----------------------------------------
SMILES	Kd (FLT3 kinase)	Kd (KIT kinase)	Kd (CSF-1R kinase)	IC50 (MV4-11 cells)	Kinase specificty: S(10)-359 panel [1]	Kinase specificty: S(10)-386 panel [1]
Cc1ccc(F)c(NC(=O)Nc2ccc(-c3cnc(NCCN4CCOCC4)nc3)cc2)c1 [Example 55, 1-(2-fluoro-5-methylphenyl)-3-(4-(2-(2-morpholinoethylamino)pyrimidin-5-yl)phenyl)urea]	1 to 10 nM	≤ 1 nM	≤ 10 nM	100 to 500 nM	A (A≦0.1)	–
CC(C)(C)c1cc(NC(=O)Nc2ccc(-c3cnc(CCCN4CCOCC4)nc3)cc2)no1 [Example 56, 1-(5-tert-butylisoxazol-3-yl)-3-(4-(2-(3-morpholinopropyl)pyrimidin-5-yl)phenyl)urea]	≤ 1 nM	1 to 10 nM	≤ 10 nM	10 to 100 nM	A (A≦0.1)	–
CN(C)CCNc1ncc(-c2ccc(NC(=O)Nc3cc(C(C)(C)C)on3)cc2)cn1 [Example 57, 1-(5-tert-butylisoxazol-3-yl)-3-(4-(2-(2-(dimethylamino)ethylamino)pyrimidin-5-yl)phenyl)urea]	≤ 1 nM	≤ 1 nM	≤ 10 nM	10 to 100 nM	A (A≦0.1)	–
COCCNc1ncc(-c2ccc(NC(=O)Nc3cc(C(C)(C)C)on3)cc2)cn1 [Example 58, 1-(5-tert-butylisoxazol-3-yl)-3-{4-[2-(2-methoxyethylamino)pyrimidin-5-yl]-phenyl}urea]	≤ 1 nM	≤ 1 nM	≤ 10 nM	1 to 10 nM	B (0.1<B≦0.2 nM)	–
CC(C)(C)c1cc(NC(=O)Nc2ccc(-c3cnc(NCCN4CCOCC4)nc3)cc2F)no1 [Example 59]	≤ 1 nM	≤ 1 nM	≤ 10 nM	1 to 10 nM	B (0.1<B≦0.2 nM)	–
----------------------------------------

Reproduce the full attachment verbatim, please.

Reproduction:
SMILES	Kd (FLT3 kinase)	Kd (KIT kinase)	Kd (CSF-1R kinase)	IC50 (MV4-11 cells)	Kinase specificty: S(10)-359 panel [1]	Kinase specificty: S(10)-386 panel [1]
Cc1ccc(F)c(NC(=O)Nc2ccc(-c3cnc(NCCN4CCOCC4)nc3)cc2)c1 [Example 55, 1-(2-fluoro-5-methylphenyl)-3-(4-(2-(2-morpholinoethylamino)pyrimidin-5-yl)phenyl)urea]	1 to 10 nM	≤ 1 nM	≤ 10 nM	100 to 500 nM	A (A≦0.1)	–
CC(C)(C)c1cc(NC(=O)Nc2ccc(-c3cnc(CCCN4CCOCC4)nc3)cc2)no1 [Example 56, 1-(5-tert-butylisoxazol-3-yl)-3-(4-(2-(3-morpholinopropyl)pyrimidin-5-yl)phenyl)urea]	≤ 1 nM	1 to 10 nM	≤ 10 nM	10 to 100 nM	A (A≦0.1)	–
CN(C)CCNc1ncc(-c2ccc(NC(=O)Nc3cc(C(C)(C)C)on3)cc2)cn1 [Example 57, 1-(5-tert-butylisoxazol-3-yl)-3-(4-(2-(2-(dimethylamino)ethylamino)pyrimidin-5-yl)phenyl)urea]	≤ 1 nM	≤ 1 nM	≤ 10 nM	10 to 100 nM	A (A≦0.1)	–
COCCNc1ncc(-c2ccc(NC(=O)Nc3cc(C(C)(C)C)on3)cc2)cn1 [Example 58, 1-(5-tert-butylisoxazol-3-yl)-3-{4-[2-(2-methoxyethylamino)pyrimidin-5-yl]-phenyl}urea]	≤ 1 nM	≤ 1 nM	≤ 10 nM	1 to 10 nM	B (0.1<B≦0.2 nM)	–
CC(C)(C)c1cc(NC(=O)Nc2ccc(-c3cnc(NCCN4CCOCC4)nc3)cc2F)no1 [Example 59]	≤ 1 nM	≤ 1 nM	≤ 10 nM	1 to 10 nM	B (0.1<B≦0.2 nM)	–